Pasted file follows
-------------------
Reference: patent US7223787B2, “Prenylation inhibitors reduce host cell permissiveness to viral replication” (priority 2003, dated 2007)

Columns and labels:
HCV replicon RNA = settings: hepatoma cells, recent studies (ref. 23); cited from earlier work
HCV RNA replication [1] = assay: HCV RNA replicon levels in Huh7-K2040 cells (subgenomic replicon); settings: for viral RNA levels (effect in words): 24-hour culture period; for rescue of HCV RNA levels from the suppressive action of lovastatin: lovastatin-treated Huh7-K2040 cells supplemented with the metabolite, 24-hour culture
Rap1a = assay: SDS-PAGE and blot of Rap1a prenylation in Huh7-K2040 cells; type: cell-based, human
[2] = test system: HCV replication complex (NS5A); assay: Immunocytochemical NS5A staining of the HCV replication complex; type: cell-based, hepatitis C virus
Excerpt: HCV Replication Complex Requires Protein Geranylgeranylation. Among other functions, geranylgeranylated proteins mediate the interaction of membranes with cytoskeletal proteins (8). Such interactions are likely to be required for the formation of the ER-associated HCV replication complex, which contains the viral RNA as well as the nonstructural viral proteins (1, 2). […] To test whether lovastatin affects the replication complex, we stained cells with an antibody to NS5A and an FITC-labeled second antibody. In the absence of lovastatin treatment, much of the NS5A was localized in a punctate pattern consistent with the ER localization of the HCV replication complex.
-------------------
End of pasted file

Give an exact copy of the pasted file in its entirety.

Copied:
Reference: patent US7223787B2, “Prenylation inhibitors reduce host cell permissiveness to viral replication” (priority 2003, dated 2007)

Columns and labels:
HCV replicon RNA = settings: hepatoma cells, recent studies (ref. 23); cited from earlier work
HCV RNA replication [1] = assay: HCV RNA replicon levels in Huh7-K2040 cells (subgenomic replicon); settings: for viral RNA levels (effect in words): 24-hour culture period; for rescue of HCV RNA levels from the suppressive action of lovastatin: lovastatin-treated Huh7-K2040 cells supplemented with the metabolite, 24-hour culture
Rap1a = assay: SDS-PAGE and blot of Rap1a prenylation in Huh7-K2040 cells; type: cell-based, human
[2] = test system: HCV replication complex (NS5A); assay: Immunocytochemical NS5A staining of the HCV replication complex; type: cell-based, hepatitis C virus
Excerpt: HCV Replication Complex Requires Protein Geranylgeranylation. Among other functions, geranylgeranylated proteins mediate the interaction of membranes with cytoskeletal proteins (8). Such interactions are likely to be required for the formation of the ER-associated HCV replication complex, which contains the viral RNA as well as the nonstructural viral proteins (1, 2). […] To test whether lovastatin affects the replication complex, we stained cells with an antibody to NS5A and an FITC-labeled second antibody. In the absence of lovastatin treatment, much of the NS5A was localized in a punctate pattern consistent with the ER localization of the HCV replication complex.